On Tuesday morning, New York City Mayor Bill de Blasio made the surprise announcement that the city will be launching its own municipal health plan to connect uninsured New Yorkers, including the undocumented, with managed, low-cost healthcare. The new program, dubbed NYC Care, is expected to be rolled out in the Bronx this summer and be fully implemented in the five boroughs by 2021.
The plan appears to be very similar to an initiative that Documented first reported on in December, which city officials and members of the City Council had embraced but the mayor appeared to have shunned. De Blasio appears to have changed his mind and chosen to have his administration implement the plan on its own, surprising some proponents. The initiative would look a lot like a previous pilot program known as ActionHealth NYC, which gave undocumented immigrant a primary care provider and specialty referrals and was deemed a success in its government-commissioned report.
The program wouldn’t be insurance per se, which undocumented immigrants are generally not eligible for. It would be a managed health plan that would use the city’s existing public hospital system — which is already mandated to provide care for walk-in and emergency care patients regardless of immigration status — and create a framework that ensures the uninsurable would have a standardized system for seeking care.
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Long Island School Resource Officers Under Fire
A New York Times Magazine/ProPublica story detailed the arrest and deportation of a teenaged former student at Huntington High School in Suffolk County, Long Island, partly based on information compiled by a local school resource officer. Local residents and community groups have questioned whether officers can transfer information to federal immigration authorities under ICE’s Operation Matador, which launched in 2017 to identify local gang members in Long Island. Local groups have contended that teens with no gang affiliation, mostly from Central America, have ended up in hot water based on the inexpert observations of school cops. Newsday
NJ Voters Support Drivers License Bill
New Jersey lawmakers are moving to establish a dual driver license system for the state, enjoying support among both Democrats and Republicans. The system would create one tier of licenses compliant with the federal REAL ID Act and another tier for the undocumented and anyone without necessary documentation for the first. An independent poll commissioned by the Let’s Drive NJ campaign, which is pushing for the licenses, showed 54 percent of voters out of 561 surveyed supported the legislation. Driving without a license is one of the main ways undocumented people are noticed by law enforcement and ICE; licenses also allow drivers to enroll in car insurance. The North Jersey Record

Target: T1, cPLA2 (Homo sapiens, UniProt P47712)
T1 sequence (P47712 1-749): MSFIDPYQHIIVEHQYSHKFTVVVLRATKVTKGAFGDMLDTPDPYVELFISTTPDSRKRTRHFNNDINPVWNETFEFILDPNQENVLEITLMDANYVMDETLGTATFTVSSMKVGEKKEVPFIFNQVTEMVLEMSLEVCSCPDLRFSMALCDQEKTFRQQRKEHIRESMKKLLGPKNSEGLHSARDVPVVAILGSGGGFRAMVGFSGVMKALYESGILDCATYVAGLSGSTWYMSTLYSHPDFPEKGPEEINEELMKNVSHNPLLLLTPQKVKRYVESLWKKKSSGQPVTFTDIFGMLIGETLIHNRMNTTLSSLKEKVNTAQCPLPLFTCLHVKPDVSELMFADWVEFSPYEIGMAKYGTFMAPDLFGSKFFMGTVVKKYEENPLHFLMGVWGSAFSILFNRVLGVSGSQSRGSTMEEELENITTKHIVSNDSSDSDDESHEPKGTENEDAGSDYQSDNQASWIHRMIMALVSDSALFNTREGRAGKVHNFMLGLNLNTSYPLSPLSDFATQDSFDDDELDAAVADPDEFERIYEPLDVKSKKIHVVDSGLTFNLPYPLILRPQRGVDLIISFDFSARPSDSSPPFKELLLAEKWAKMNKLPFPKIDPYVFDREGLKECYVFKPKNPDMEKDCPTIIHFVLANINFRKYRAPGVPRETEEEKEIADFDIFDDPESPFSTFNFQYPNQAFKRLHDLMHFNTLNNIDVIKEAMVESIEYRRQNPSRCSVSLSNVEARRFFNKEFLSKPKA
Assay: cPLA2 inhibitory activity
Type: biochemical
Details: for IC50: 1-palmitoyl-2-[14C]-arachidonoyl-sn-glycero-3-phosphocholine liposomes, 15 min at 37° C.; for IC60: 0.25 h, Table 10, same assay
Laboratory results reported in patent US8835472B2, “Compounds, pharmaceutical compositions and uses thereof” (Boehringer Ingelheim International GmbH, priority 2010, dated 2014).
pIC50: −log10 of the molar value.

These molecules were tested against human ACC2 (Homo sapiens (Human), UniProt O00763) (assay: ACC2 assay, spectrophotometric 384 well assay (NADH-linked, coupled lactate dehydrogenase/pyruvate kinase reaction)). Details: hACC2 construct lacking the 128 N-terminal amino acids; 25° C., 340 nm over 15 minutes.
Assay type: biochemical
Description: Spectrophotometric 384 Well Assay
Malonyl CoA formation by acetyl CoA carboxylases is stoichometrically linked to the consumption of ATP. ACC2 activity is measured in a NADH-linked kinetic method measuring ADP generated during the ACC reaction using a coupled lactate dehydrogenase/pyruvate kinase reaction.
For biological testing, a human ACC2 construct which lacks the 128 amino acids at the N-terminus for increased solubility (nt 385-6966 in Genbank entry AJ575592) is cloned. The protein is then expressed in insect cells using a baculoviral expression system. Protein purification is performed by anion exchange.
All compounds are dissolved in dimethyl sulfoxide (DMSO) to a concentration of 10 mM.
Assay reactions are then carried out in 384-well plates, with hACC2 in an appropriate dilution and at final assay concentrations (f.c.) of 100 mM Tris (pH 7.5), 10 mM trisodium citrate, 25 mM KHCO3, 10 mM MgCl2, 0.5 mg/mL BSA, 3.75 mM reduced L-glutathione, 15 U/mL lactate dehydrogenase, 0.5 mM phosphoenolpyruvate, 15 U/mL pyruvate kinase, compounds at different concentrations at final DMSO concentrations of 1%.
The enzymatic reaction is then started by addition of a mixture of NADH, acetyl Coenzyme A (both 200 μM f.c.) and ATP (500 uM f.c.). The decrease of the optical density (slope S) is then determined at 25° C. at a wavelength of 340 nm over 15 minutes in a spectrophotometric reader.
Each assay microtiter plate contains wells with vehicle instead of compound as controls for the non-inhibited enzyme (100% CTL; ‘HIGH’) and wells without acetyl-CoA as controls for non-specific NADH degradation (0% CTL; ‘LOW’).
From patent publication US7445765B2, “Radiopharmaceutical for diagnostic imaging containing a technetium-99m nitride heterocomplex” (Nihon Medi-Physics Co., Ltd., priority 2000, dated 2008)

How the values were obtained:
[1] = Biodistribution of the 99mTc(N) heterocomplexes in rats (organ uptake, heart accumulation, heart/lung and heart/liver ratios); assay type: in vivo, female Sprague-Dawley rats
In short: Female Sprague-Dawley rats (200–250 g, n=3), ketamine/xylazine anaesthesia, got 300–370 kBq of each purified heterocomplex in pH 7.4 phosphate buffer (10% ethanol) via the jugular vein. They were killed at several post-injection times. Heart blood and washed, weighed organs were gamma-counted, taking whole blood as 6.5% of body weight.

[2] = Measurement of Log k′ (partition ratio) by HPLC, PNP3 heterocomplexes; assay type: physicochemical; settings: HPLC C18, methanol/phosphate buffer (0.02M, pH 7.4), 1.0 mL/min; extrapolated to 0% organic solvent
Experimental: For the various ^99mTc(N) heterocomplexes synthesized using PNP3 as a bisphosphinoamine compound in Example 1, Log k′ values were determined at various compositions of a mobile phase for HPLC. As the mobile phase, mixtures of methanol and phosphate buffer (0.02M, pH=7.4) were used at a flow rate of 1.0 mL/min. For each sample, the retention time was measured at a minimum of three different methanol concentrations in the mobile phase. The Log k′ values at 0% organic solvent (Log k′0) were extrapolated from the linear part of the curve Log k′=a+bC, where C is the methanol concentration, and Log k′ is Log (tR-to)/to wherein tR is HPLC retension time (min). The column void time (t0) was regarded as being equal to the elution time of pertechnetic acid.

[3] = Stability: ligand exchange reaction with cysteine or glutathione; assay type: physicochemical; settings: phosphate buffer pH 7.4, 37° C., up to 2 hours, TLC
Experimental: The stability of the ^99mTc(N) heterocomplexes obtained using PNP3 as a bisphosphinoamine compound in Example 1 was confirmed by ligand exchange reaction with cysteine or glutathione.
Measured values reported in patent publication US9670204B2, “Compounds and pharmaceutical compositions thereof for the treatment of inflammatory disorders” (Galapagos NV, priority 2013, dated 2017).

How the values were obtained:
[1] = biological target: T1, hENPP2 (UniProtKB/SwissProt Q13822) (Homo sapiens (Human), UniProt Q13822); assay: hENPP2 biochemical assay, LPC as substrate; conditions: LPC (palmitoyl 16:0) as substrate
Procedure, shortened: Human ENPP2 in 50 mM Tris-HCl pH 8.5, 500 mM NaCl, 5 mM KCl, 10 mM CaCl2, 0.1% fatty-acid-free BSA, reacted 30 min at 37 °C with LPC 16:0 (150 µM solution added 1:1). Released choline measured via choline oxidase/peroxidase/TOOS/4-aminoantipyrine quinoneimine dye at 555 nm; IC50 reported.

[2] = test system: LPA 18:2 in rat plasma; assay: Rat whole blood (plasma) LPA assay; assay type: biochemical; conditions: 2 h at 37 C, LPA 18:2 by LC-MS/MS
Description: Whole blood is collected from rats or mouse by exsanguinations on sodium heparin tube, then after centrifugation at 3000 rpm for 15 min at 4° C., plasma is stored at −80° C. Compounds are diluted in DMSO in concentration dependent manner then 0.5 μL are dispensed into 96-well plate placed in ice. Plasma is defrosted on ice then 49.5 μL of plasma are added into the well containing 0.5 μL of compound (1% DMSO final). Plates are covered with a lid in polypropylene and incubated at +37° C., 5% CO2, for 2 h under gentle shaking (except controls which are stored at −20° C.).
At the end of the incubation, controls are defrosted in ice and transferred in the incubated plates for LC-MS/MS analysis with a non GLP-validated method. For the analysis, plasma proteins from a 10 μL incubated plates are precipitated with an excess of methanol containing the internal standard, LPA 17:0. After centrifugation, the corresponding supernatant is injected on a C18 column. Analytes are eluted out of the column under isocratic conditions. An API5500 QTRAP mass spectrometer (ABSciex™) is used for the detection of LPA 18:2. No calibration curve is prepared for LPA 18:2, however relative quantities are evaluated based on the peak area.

Attorneys Allege Racist Animus in Haiti TPS Trial
The plaintiffs in Saget et al v. Trump et al, the lawsuit currently seeking to overturn the Trump administration’s termination of Temporary Protected Status for Haitians, are alleging the decision was motivated by “racist animus” at the highest levels of the federal government. In court, attorneys for the plaintiffs brought up remarks by President Donald Trump, who at different times reportedly said Haitians “all have AIDS,” that Haiti is a “shithole country,” and asked “Why do we need more Haitians? Take them out.” The plantiffs include several Haitian TPS holders based in New York and Florida, as well as a Haitian newspaper and community organization. New York Daily News
CBP’s Expansive Search and Surveillance Practices
Internal Customs and Border Protection documents obtained by the ACLU detail what CBP believes to be its authorities to patrol, surveil, stop and search individuals near the border or even in cities with international airports. The documents include accepted rationales for stopping a vehicle, including if the vehicle is close to the border, if its occupants appear dirty, if the driver does not look at the agent and if the driver looks at the agent too much. The documents also show CBP believes it can patrol private land and question anyone it encounters within 25 miles of the border, which includes the entire city of New York. The Intercept
Shutdown Wreaking Havoc in Immigration Court